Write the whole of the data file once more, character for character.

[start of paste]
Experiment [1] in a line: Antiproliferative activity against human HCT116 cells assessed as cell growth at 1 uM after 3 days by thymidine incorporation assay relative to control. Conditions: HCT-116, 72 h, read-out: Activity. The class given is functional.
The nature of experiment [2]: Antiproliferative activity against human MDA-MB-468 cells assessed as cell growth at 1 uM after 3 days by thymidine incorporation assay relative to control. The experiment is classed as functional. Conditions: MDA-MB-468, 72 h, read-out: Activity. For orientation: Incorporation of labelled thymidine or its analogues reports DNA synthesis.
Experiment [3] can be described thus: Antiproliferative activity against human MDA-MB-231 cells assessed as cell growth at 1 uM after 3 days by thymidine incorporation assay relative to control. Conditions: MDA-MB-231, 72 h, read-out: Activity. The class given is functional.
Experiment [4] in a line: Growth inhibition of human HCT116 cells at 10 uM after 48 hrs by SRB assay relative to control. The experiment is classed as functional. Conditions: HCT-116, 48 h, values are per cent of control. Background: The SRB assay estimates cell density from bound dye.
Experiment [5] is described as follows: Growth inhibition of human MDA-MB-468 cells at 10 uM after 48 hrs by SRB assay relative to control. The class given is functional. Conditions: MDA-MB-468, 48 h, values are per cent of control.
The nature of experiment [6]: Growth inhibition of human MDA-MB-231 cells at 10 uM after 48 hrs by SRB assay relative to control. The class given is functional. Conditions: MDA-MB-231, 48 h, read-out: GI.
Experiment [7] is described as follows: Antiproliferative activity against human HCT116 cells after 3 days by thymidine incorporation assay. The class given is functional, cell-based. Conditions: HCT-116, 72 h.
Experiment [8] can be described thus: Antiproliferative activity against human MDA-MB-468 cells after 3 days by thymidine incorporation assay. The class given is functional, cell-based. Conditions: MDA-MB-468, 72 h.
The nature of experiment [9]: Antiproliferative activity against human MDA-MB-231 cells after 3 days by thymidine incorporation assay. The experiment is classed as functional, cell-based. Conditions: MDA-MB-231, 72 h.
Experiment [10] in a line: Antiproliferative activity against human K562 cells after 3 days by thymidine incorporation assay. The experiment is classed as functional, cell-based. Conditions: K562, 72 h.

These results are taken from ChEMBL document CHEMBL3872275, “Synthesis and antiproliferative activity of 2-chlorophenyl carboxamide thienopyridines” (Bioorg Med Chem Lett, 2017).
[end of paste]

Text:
Experiment [1] in a line: Antiproliferative activity against human HCT116 cells assessed as cell growth at 1 uM after 3 days by thymidine incorporation assay relative to control. Conditions: HCT-116, 72 h, read-out: Activity. The class given is functional.
The nature of experiment [2]: Antiproliferative activity against human MDA-MB-468 cells assessed as cell growth at 1 uM after 3 days by thymidine incorporation assay relative to control. The experiment is classed as functional. Conditions: MDA-MB-468, 72 h, read-out: Activity. For orientation: Incorporation of labelled thymidine or its analogues reports DNA synthesis.
Experiment [3] can be described thus: Antiproliferative activity against human MDA-MB-231 cells assessed as cell growth at 1 uM after 3 days by thymidine incorporation assay relative to control. Conditions: MDA-MB-231, 72 h, read-out: Activity. The class given is functional.
Experiment [4] in a line: Growth inhibition of human HCT116 cells at 10 uM after 48 hrs by SRB assay relative to control. The experiment is classed as functional. Conditions: HCT-116, 48 h, values are per cent of control. Background: The SRB assay estimates cell density from bound dye.
Experiment [5] is described as follows: Growth inhibition of human MDA-MB-468 cells at 10 uM after 48 hrs by SRB assay relative to control. The class given is functional. Conditions: MDA-MB-468, 48 h, values are per cent of control.
The nature of experiment [6]: Growth inhibition of human MDA-MB-231 cells at 10 uM after 48 hrs by SRB assay relative to control. The class given is functional. Conditions: MDA-MB-231, 48 h, read-out: GI.
Experiment [7] is described as follows: Antiproliferative activity against human HCT116 cells after 3 days by thymidine incorporation assay. The class given is functional, cell-based. Conditions: HCT-116, 72 h.
Experiment [8] can be described thus: Antiproliferative activity against human MDA-MB-468 cells after 3 days by thymidine incorporation assay. The class given is functional, cell-based. Conditions: MDA-MB-468, 72 h.
The nature of experiment [9]: Antiproliferative activity against human MDA-MB-231 cells after 3 days by thymidine incorporation assay. The experiment is classed as functional, cell-based. Conditions: MDA-MB-231, 72 h.
Experiment [10] in a line: Antiproliferative activity against human K562 cells after 3 days by thymidine incorporation assay. The experiment is classed as functional, cell-based. Conditions: K562, 72 h.

These results are taken from ChEMBL document CHEMBL3872275, “Synthesis and antiproliferative activity of 2-chlorophenyl carboxamide thienopyridines” (Bioorg Med Chem Lett, 2017).